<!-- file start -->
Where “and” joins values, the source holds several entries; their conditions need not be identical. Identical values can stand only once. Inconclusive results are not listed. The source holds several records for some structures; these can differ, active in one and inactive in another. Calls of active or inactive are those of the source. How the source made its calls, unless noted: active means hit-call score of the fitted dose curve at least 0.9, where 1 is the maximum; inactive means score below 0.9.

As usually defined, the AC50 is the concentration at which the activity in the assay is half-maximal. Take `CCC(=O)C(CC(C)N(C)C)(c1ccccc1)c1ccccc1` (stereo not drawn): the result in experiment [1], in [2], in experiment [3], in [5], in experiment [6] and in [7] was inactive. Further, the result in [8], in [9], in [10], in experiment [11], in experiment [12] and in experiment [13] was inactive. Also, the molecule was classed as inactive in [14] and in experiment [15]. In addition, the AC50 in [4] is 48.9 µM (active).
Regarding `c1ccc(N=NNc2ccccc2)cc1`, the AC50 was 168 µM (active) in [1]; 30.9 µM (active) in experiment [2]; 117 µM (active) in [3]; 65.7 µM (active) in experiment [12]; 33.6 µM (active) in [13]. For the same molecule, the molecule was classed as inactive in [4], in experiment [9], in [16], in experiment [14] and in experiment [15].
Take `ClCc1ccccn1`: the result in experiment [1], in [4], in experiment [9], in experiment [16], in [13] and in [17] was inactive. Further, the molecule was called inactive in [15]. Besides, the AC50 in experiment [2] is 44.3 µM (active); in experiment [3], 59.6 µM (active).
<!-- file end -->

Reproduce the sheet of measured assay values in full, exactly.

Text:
Where “and” joins values, the source holds several entries; their conditions need not be identical. Identical values can stand only once. Inconclusive results are not listed. The source holds several records for some structures; these can differ, active in one and inactive in another. Calls of active or inactive are those of the source. How the source made its calls, unless noted: active means hit-call score of the fitted dose curve at least 0.9, where 1 is the maximum; inactive means score below 0.9.

As usually defined, the AC50 is the concentration at which the activity in the assay is half-maximal. Take `CCC(=O)C(CC(C)N(C)C)(c1ccccc1)c1ccccc1` (stereo not drawn): the result in experiment [1], in [2], in experiment [3], in [5], in experiment [6] and in [7] was inactive. Further, the result in [8], in [9], in [10], in experiment [11], in experiment [12] and in experiment [13] was inactive. Also, the molecule was classed as inactive in [14] and in experiment [15]. In addition, the AC50 in [4] is 48.9 µM (active).
Regarding `c1ccc(N=NNc2ccccc2)cc1`, the AC50 was 168 µM (active) in [1]; 30.9 µM (active) in experiment [2]; 117 µM (active) in [3]; 65.7 µM (active) in experiment [12]; 33.6 µM (active) in [13]. For the same molecule, the molecule was classed as inactive in [4], in experiment [9], in [16], in experiment [14] and in experiment [15].
Take `ClCc1ccccn1`: the result in experiment [1], in [4], in experiment [9], in experiment [16], in [13] and in [17] was inactive. Further, the molecule was called inactive in [15]. Besides, the AC50 in experiment [2] is 44.3 µM (active); in experiment [3], 59.6 µM (active).